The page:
How Stacey Hallerman Created Her Own Destiny with a Relentless & Inspiring Desire to Take Initiative
By Akunna Ofodu • March 03, 2018•Ms. JD, Conference
Stacey Hallerman is the definition of finding a need and filling it. For 6 years while working for a boutique food and drug law firm, she realized that her firm was outsourcing intellectual property work to other law firms and took it upon herself to learn trademark law. She bought books and studied IP law, specifically trademark applications that normally would be delegated to other firms. Inevitably by learning IP law, Stacey saved her firm thousands of dollars and grew as an IP lawyer.
With every positon that Stacey took on, she made a point to never leave the firm or business the same as when she got there. She was the first Job Share at Pfizer, starting out as a part-time attorney and turned that position into an 11-year long career. She then moved to Richemont North America, a luxury goods company which owns brands such as Cartier and Van Cleef & Arpels. Prior to Stacey’s employment at Richemont, there had been no US counsel, she single-handedly built the legal department.
After Stacey started in the legal department at Richemont, she took on more responsibility and became General Counsel. With no real mentors of her own, Stacey created opportunities for herself but knowing that she didn’t have a mentor she kept in mind to always keep an open door and help other women. Despite the challenges faced, she has always tried to give back by mentoring and promoting women throughout her career.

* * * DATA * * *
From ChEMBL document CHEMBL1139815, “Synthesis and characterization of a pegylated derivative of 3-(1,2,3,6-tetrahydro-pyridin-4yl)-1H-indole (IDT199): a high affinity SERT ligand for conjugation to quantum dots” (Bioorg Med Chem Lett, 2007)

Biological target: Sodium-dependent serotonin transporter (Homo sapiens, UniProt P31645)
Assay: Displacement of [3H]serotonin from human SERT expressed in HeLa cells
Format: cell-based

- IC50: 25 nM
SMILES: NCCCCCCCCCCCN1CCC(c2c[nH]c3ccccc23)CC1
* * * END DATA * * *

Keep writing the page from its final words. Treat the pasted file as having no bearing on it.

In this interview, she elaborates on the numerous life lessons she has learned and gives advice for those new into the legal field. Stacey has an open-door policy when it comes to utilizing networking possibilities. As one of the 2018 Ms. JD Conference speakers, https://ms-jd.org/annual-conference/conference-speakers/ she continues her aspirations to help those behind her gain opportunities for success.
As a wife, mother, and attorney; you took off work to focus on your family, how were you able to balance it all and get back into a lucrative career?
The legal profession is not forgiving for women to take time off to raise a family, I had to make sure that I had my hand in the law in some fashion and I did little things to keep my mind fresh, I found opportunities to add value and keep my name out there and to make sure that there wasn’t this huge gap in my resume. During those 4 years I worked as a temporary attorney through Special Counsel (temp lawyer company), worked on document production, appellate briefs, wrote an article and handled other assignments even if only a few times a year I figured out a way to balance my career and stay home with my children when they were very young.
When you first started working as an attorney, there was still a “big boys club” mentality in the legal field. How did you handle it?
I definitely encountered sexual harassment early in my career, comments, statements, and inappropriate behavior. There was an overwhelming pressure to try and be “one of the guys.” I started working in the late ’80s and as a young associate, I certainly had my share of inappropriate comments made to me and in front of me. It was difficult at times to navigate through this world and I certainly faced a “can’t you just take a joke” or “be one of the guys” mentality. I never felt comfortable going to HR to raise concerns but at the same time, I didn’t want to accept this behavior. My method was to speak directly to people and tell them I was uncomfortable and ask them to stop which was generally well received. Once I went in-house the climate was very different and I could immediately tell that there was awareness and sensitivity training on this subject and this behavior was not tolerated.